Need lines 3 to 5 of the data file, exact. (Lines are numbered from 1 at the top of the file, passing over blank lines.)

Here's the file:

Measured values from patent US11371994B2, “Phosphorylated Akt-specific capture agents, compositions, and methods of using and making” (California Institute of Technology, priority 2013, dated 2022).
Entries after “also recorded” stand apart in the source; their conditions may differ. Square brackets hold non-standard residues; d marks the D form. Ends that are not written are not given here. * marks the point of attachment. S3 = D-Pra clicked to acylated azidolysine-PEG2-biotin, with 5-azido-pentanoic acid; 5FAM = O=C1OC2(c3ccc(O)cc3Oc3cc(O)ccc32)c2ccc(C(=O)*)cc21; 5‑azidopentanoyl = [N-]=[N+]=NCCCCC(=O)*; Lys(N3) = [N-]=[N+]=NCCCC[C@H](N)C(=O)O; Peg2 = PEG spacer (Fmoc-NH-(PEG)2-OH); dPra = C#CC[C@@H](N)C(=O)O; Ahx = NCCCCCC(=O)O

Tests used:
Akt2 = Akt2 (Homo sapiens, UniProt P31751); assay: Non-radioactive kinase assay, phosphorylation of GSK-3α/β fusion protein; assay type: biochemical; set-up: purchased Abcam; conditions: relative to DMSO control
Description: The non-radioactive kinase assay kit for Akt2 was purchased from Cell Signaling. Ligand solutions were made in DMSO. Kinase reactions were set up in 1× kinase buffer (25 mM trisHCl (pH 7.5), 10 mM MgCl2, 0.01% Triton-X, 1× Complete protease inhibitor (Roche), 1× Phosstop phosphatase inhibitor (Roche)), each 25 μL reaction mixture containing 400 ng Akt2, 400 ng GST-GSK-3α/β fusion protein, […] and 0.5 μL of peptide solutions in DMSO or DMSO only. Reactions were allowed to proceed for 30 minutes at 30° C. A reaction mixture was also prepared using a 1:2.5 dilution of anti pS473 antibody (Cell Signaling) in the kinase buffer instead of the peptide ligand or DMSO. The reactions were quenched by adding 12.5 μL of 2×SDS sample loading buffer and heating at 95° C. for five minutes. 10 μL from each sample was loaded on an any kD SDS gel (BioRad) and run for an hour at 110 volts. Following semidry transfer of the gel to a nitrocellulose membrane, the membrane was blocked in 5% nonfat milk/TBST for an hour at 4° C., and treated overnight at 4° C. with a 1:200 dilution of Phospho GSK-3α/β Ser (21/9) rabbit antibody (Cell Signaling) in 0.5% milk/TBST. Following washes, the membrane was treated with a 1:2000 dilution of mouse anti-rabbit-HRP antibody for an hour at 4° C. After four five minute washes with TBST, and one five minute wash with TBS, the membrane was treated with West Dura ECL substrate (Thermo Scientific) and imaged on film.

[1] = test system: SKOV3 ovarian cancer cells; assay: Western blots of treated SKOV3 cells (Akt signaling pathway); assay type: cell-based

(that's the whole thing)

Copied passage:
Tests used:
Akt2 = Akt2 (Homo sapiens, UniProt P31751); assay: Non-radioactive kinase assay, phosphorylation of GSK-3α/β fusion protein; assay type: biochemical; set-up: purchased Abcam; conditions: relative to DMSO control
Description: The non-radioactive kinase assay kit for Akt2 was purchased from Cell Signaling. Ligand solutions were made in DMSO. Kinase reactions were set up in 1× kinase buffer (25 mM trisHCl (pH 7.5), 10 mM MgCl2, 0.01% Triton-X, 1× Complete protease inhibitor (Roche), 1× Phosstop phosphatase inhibitor (Roche)), each 25 μL reaction mixture containing 400 ng Akt2, 400 ng GST-GSK-3α/β fusion protein, […] and 0.5 μL of peptide solutions in DMSO or DMSO only. Reactions were allowed to proceed for 30 minutes at 30° C. A reaction mixture was also prepared using a 1:2.5 dilution of anti pS473 antibody (Cell Signaling) in the kinase buffer instead of the peptide ligand or DMSO. The reactions were quenched by adding 12.5 μL of 2×SDS sample loading buffer and heating at 95° C. for five minutes. 10 μL from each sample was loaded on an any kD SDS gel (BioRad) and run for an hour at 110 volts. Following semidry transfer of the gel to a nitrocellulose membrane, the membrane was blocked in 5% nonfat milk/TBST for an hour at 4° C., and treated overnight at 4° C. with a 1:200 dilution of Phospho GSK-3α/β Ser (21/9) rabbit antibody (Cell Signaling) in 0.5% milk/TBST. Following washes, the membrane was treated with a 1:2000 dilution of mouse anti-rabbit-HRP antibody for an hour at 4° C. After four five minute washes with TBST, and one five minute wash with TBS, the membrane was treated with West Dura ECL substrate (Thermo Scientific) and imaged on film.